No landlord is required to charge the maximum and all landlords will be expected to carefully consider affordability and set rents as appropriate across their housing stock.

Within the overall settlement landlords may freeze, lower or raise individual rents based on a number of local factors of which affordability is a key consideration. The rate is a maximum, not a requirement or a target.

The following rent setting rules will apply for the 2023-24 only:

The Minister has determined that:

  1. The total maximum annual rent uplift for 2023/24 across the whole of your stock (as of 31 March 2023) will be up to 6.5%.
  2. Whilst 6.5% will be the maximum increase allowable, it must not be regarded as the default increase. Landlords’ decisions on rent must consider the affordability of rents for tenants.
  3. The level of an individual property rent can be reduced, frozen or can rise by up to an additional £2 per week over and above 6.5%, on condition that the total rental income collectable across the whole stock increases by no more than 6.5%. This provision is designed to enable social landlords to restructure rents where appropriate. In effect, if you decide an individual rent(s) should increase by up to £2.00 per week on top of 6.5%, other rent(s) will need to be frozen or reduced to ensure the overall increase for the whole stock does not exceed 6.5%.
  4. Social landlords should advise the Welsh Government if they have concerns about the impact that the rent standard has upon their business plan, financial viability or on their ability to meet their obligations to tenants and lenders.
  5. As an intrinsic part of the five-year rent standard, social landlords are expected to set a rent and service charge policy which ensures that social housing is and remains affordable for current and future tenants. As part of the annual decision on the level of rent uplift/reduction to be applied, social landlords must assess cost efficiencies across the operating cost base and value for money as well as affordability for tenants.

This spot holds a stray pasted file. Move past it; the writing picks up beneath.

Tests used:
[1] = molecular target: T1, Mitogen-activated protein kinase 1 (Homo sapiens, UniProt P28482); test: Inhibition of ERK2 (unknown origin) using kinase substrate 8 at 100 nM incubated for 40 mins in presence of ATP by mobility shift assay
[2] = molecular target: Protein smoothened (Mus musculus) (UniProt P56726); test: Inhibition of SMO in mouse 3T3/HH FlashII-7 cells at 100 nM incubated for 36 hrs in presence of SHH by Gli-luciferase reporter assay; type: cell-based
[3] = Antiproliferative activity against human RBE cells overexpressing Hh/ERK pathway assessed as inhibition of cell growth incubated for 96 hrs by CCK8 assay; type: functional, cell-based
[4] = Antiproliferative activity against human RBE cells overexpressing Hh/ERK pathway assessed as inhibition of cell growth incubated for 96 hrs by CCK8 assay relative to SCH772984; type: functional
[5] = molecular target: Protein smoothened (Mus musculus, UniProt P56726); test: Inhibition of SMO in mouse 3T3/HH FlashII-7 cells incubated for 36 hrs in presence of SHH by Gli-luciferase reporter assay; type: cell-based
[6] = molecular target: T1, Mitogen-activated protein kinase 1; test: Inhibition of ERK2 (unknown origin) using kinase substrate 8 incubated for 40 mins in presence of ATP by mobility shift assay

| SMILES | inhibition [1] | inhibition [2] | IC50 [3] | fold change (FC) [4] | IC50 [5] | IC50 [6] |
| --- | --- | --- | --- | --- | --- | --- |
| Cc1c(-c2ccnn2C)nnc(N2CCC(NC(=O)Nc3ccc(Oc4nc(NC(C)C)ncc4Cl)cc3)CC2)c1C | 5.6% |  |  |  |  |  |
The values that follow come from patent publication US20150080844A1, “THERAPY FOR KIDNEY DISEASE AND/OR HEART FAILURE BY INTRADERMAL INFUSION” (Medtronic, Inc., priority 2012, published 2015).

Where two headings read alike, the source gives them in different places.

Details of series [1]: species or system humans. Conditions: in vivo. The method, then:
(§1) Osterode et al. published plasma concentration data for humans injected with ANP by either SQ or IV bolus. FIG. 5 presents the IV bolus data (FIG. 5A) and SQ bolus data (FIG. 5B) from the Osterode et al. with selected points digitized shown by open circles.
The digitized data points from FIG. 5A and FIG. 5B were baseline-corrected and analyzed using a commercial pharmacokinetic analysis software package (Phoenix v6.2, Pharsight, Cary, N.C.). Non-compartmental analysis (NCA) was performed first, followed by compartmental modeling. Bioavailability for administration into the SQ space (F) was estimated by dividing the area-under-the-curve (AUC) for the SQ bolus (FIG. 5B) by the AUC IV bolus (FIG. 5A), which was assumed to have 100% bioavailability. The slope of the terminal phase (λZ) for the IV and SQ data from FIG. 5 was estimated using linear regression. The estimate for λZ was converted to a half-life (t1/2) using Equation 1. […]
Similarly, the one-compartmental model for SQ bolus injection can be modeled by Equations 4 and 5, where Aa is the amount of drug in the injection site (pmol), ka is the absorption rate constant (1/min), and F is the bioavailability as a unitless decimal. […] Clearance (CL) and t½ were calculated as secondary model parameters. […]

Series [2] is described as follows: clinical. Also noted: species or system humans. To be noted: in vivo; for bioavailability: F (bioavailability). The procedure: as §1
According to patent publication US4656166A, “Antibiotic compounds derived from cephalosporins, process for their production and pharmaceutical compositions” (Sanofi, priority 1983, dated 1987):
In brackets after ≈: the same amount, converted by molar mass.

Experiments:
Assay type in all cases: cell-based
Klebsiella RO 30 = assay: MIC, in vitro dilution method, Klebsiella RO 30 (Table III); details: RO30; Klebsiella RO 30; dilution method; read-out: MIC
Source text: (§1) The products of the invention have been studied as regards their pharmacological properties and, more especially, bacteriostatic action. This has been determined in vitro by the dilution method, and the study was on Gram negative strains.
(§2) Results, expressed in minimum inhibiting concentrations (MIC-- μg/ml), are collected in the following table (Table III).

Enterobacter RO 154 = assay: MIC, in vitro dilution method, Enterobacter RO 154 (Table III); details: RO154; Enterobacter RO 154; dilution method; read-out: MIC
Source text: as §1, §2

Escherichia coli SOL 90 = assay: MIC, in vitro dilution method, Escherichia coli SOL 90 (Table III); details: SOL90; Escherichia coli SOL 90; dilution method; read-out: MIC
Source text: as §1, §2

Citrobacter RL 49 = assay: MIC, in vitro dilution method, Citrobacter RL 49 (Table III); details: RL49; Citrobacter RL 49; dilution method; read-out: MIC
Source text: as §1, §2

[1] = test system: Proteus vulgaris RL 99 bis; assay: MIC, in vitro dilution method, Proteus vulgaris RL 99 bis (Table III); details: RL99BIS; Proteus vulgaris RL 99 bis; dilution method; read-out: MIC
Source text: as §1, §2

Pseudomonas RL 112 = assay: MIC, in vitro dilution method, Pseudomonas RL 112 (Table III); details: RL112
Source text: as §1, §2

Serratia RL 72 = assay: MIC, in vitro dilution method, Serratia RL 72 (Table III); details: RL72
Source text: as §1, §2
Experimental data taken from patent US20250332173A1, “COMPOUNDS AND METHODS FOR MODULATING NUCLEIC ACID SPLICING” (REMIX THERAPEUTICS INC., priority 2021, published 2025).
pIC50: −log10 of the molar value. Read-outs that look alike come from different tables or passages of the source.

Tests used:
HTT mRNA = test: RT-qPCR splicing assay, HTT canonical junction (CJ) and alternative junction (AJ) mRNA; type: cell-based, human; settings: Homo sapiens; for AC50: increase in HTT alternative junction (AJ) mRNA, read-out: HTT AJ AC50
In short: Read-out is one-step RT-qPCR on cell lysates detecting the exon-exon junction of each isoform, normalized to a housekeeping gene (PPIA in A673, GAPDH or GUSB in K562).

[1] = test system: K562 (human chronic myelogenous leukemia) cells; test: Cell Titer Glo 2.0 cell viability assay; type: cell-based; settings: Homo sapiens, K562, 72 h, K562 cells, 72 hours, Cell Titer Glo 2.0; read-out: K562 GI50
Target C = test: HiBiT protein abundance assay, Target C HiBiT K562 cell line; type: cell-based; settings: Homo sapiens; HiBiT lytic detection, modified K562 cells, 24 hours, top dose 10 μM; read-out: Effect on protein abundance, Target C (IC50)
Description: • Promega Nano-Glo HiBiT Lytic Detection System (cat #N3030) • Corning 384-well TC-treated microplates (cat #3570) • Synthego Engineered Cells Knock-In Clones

When making the decision on rents for 2023-24, the Welsh Government Minister also secured a series of commitments from social landlords in Wales to support tenants experiencing severe financial hardship as a result of the cost-of-living crisis.

These new agreements are set out below and those from previous years are updated where they have not been superseded:

  • No evictions due to financial hardship for the term of the settlement, (financial year 2023/24), where tenants engage with landlords.
  • Continue to provide targeted support to those experiencing financial hardship to access support.
  • Maximise the use of all suitable social housing stock, with a focus on helping those in the poorest quality transitional accommodation move into longer term homes that meet their needs.
  • Undertake a joint campaign to encourage tenants to talk to their landlord if they are experiencing financial difficulties and access support available.